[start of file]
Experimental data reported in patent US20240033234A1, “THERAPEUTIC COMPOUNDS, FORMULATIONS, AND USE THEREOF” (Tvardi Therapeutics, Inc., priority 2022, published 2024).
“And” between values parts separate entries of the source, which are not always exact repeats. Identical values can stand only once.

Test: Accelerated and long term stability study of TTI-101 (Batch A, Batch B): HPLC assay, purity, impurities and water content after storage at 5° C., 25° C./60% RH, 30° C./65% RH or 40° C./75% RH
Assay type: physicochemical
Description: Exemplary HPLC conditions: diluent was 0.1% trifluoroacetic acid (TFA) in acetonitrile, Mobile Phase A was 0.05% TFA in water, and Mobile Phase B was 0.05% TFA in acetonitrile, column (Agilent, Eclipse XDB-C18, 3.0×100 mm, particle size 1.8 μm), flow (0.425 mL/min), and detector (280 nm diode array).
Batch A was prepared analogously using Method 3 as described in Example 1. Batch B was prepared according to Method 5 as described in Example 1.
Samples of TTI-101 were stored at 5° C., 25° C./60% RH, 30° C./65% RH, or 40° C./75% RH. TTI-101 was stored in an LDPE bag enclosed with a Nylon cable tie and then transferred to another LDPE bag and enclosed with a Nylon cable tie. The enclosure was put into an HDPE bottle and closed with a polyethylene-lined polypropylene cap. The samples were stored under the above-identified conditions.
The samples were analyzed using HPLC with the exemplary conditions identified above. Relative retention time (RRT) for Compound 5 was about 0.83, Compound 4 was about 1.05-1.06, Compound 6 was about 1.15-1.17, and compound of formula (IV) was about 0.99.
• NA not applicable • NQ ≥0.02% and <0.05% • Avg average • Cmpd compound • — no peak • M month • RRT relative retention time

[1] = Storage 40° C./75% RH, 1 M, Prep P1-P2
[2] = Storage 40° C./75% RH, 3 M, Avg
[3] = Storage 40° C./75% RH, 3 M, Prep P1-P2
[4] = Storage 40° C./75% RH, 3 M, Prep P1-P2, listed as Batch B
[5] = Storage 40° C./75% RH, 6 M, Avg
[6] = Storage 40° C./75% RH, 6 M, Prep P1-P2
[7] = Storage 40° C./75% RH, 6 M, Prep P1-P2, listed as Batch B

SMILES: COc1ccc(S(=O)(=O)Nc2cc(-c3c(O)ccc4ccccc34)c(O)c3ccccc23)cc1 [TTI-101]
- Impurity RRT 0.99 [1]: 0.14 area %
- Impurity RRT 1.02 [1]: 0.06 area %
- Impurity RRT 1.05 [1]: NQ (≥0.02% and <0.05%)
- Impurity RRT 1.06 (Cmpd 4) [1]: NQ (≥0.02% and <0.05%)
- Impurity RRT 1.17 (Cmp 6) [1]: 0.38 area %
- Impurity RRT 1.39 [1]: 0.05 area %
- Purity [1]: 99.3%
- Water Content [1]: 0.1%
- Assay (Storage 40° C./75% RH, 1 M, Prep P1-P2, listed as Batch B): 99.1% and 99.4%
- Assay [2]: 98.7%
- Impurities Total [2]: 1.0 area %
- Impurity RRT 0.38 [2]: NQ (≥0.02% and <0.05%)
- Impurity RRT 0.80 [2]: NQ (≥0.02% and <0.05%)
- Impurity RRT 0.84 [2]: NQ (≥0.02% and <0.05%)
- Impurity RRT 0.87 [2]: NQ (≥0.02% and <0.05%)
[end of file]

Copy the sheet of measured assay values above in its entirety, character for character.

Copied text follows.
Experimental data reported in patent US20240033234A1, “THERAPEUTIC COMPOUNDS, FORMULATIONS, AND USE THEREOF” (Tvardi Therapeutics, Inc., priority 2022, published 2024).
“And” between values parts separate entries of the source, which are not always exact repeats. Identical values can stand only once.

Test: Accelerated and long term stability study of TTI-101 (Batch A, Batch B): HPLC assay, purity, impurities and water content after storage at 5° C., 25° C./60% RH, 30° C./65% RH or 40° C./75% RH
Assay type: physicochemical
Description: Exemplary HPLC conditions: diluent was 0.1% trifluoroacetic acid (TFA) in acetonitrile, Mobile Phase A was 0.05% TFA in water, and Mobile Phase B was 0.05% TFA in acetonitrile, column (Agilent, Eclipse XDB-C18, 3.0×100 mm, particle size 1.8 μm), flow (0.425 mL/min), and detector (280 nm diode array).
Batch A was prepared analogously using Method 3 as described in Example 1. Batch B was prepared according to Method 5 as described in Example 1.
Samples of TTI-101 were stored at 5° C., 25° C./60% RH, 30° C./65% RH, or 40° C./75% RH. TTI-101 was stored in an LDPE bag enclosed with a Nylon cable tie and then transferred to another LDPE bag and enclosed with a Nylon cable tie. The enclosure was put into an HDPE bottle and closed with a polyethylene-lined polypropylene cap. The samples were stored under the above-identified conditions.
The samples were analyzed using HPLC with the exemplary conditions identified above. Relative retention time (RRT) for Compound 5 was about 0.83, Compound 4 was about 1.05-1.06, Compound 6 was about 1.15-1.17, and compound of formula (IV) was about 0.99.
• NA not applicable • NQ ≥0.02% and <0.05% • Avg average • Cmpd compound • — no peak • M month • RRT relative retention time

[1] = Storage 40° C./75% RH, 1 M, Prep P1-P2
[2] = Storage 40° C./75% RH, 3 M, Avg
[3] = Storage 40° C./75% RH, 3 M, Prep P1-P2
[4] = Storage 40° C./75% RH, 3 M, Prep P1-P2, listed as Batch B
[5] = Storage 40° C./75% RH, 6 M, Avg
[6] = Storage 40° C./75% RH, 6 M, Prep P1-P2
[7] = Storage 40° C./75% RH, 6 M, Prep P1-P2, listed as Batch B

SMILES: COc1ccc(S(=O)(=O)Nc2cc(-c3c(O)ccc4ccccc34)c(O)c3ccccc23)cc1 [TTI-101]
- Impurity RRT 0.99 [1]: 0.14 area %
- Impurity RRT 1.02 [1]: 0.06 area %
- Impurity RRT 1.05 [1]: NQ (≥0.02% and <0.05%)
- Impurity RRT 1.06 (Cmpd 4) [1]: NQ (≥0.02% and <0.05%)
- Impurity RRT 1.17 (Cmp 6) [1]: 0.38 area %
- Impurity RRT 1.39 [1]: 0.05 area %
- Purity [1]: 99.3%
- Water Content [1]: 0.1%
- Assay (Storage 40° C./75% RH, 1 M, Prep P1-P2, listed as Batch B): 99.1% and 99.4%
- Assay [2]: 98.7%
- Impurities Total [2]: 1.0 area %
- Impurity RRT 0.38 [2]: NQ (≥0.02% and <0.05%)
- Impurity RRT 0.80 [2]: NQ (≥0.02% and <0.05%)
- Impurity RRT 0.84 [2]: NQ (≥0.02% and <0.05%)
- Impurity RRT 0.87 [2]: NQ (≥0.02% and <0.05%)